Joining the likes of Oakley and Smith Optics, another American eyewear company recently entered the performance cycling sunglasses market with guns blazing. Spy Optics, traditionally a brand known for its casual sunglasses, is slowly creeping its wares onto the faces of more high-performance athletes.
We’ve previously tested the Screw Over and boarding on casual Cutters, both of which became popular go-tos among our testers. The new Daft is Spy’s rimless blade option – our samples came with the firm’s supposedly “therapeutic” Happy Lens (more on which later).
Aesthetically similar to the Rudy Project Hypermask or the Smith PivLock V2 Max, the Daft glasses are close fitting and provide oodles of coverage. Given that the lens acts as the main structure, there’s plenty of flexibility available, something that may prove to be a godsend to those who often experience glasses pinching behind the ears.
The Hytrel rubber used on the ear pads and nose piece becomes tackier once you begin to sweat
The Hytrel rubber nose piece clips into the bottom of the lens, and while it lacks adjustability, in combination with the ear pads (also made from Hytrel) hold the glasses sturdily in place. Even on an ambitious ride that took one tester over some extremely rocky singletrack aboard a ‘cross bike – provoking fear that his eyeballs may rattle from their sockets – the Daft glasses stayed put.
Tipping the scales at a measly 28g, the Dafts pretty much disappear on your face. The rimless design means there’s nothing to obstruct vision, and the lens is big enough that, even hunched in the drops, you’re not peering over the top.
That said, we can’t help but think that the feathery weight and flexibility makes for a cheap feel. Other high-end sunglasses from big players such as Oakley, Smith, and Rudy Project have a certain tactile density about them, that the Daft’s airy feel just doesn’t hit the same ‘reassuringly expensive’ mark.
Vents on the arms get a bit of air moving behind the lens to combat fogging
We also experienced some fogging when stuck at a stop light, or while waiting for a riding buddy to take a phone call (Sorry – ed). That said, the lens stayed crystal clear on grinding slow climbs and any misting quickly disappeared once in motion.
Beyond its looks, the biggest draw card for the Daft is the aforementioned Happy Lens. A new technology released by Spy, it’s claimed that the Happy Lens boosts long wave blue light, while still filtering out harmful UV rays.
You’ve probably heard of seasonal affective disorder or SAD, linked to low mood during the winter when exposure to sunlight, and specifically long wave blue light is limited because of the shorter days and regular cloud cover. The lack of long wave blue light can cause depression, upset circadian rhythms – and is even said to be the cause for winter hibernation in some species.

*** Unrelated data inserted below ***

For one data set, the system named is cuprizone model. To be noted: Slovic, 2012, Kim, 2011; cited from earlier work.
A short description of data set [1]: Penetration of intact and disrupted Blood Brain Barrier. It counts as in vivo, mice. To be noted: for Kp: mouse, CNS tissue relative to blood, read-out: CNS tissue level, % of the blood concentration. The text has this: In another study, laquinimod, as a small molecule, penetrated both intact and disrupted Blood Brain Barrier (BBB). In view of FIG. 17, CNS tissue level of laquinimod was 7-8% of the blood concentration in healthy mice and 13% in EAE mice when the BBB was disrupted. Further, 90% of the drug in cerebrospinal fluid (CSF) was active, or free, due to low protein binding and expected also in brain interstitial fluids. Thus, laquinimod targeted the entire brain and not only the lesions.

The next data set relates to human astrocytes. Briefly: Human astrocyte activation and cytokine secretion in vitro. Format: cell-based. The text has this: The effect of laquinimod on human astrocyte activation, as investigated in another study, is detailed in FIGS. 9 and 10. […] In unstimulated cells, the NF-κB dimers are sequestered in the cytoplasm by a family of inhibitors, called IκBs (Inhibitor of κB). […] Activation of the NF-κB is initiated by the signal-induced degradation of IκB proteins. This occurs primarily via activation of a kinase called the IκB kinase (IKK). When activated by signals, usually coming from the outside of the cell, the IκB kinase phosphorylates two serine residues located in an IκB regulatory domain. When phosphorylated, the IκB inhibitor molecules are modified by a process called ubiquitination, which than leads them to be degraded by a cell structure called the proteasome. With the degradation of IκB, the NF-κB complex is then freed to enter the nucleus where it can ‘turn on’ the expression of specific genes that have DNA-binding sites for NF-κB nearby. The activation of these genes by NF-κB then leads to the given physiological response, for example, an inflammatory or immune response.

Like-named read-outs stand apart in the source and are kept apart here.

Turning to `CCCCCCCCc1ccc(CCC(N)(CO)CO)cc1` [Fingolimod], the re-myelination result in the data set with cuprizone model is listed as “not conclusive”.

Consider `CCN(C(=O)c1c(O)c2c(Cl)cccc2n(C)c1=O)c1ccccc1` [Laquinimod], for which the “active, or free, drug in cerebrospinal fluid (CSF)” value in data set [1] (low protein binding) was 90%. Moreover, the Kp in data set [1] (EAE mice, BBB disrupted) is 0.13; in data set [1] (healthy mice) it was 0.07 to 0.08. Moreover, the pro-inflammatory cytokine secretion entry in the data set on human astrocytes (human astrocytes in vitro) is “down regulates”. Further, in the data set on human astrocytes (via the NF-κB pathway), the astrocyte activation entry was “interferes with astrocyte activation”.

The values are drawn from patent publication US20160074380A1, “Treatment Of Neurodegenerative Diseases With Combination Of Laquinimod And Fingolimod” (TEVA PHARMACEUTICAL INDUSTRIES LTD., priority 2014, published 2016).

By boosting the available long wave blue light, Spy claims its Happy Lens improves mood and alertness, reduces eye fatigue, and offers superior colour and contrast enhancement.
A lens that can ‘make you happy’: science or poppycock? The jury’s still out on this one…
While we haven’t scientifically tested the claims, we can say we felt a noticeable improvement in mood while wearing the Happy Lens – even this it was just down to the richer and more pleasant hues delivered by the lenses. We had the same “ah thats better” sensation we did with Spy’s Cutter glasses, which also feature Happy Lens technology.
While we would have liked to see a polarized option of the Daft, the advantage to the non-polarized Happy Lens is that is does not interfere with computer and phone screens.
With an 18.3 percent fixed light transmission, the Happy Bronze with Green Spectra lens is most definitely a full sunlight lens. For riders who have come to appreciate the adaptability of the ever popular transitions-style photochromic lenses, the Dafts will leave you in the dark.
We did notice that depending on our head angle, and the specific area we were looking the lens, there were slight differences in tint – likely due to the different spectra coating used on different areas of the lens.
Are you actually changing the lens or are you changing the ‘frame’?
In the box, the Dafts come with a microfiber bag, and an additional yellow lens for low light riding. At first the price seems high given you don’t even get a complete frame, but they remain marginally cheaper than many competing options from the likes of Oakley, Rudy Project, POC and Adidas.
Swapping the lens is as simple as popping the arms off one lens and snapping them onto the other. While the connection has remained sung through our testing, we do fear that over time it may loosen.
Aesthetically the Dafts feature some really Euro styling – combined with the limited lens choice, this means these glasses won’t appeal to everyone. But all in all the Happy Lens, comfort, and unobtrusive coverage made us feel pretty OK with looking like a European pro from the early 1980s.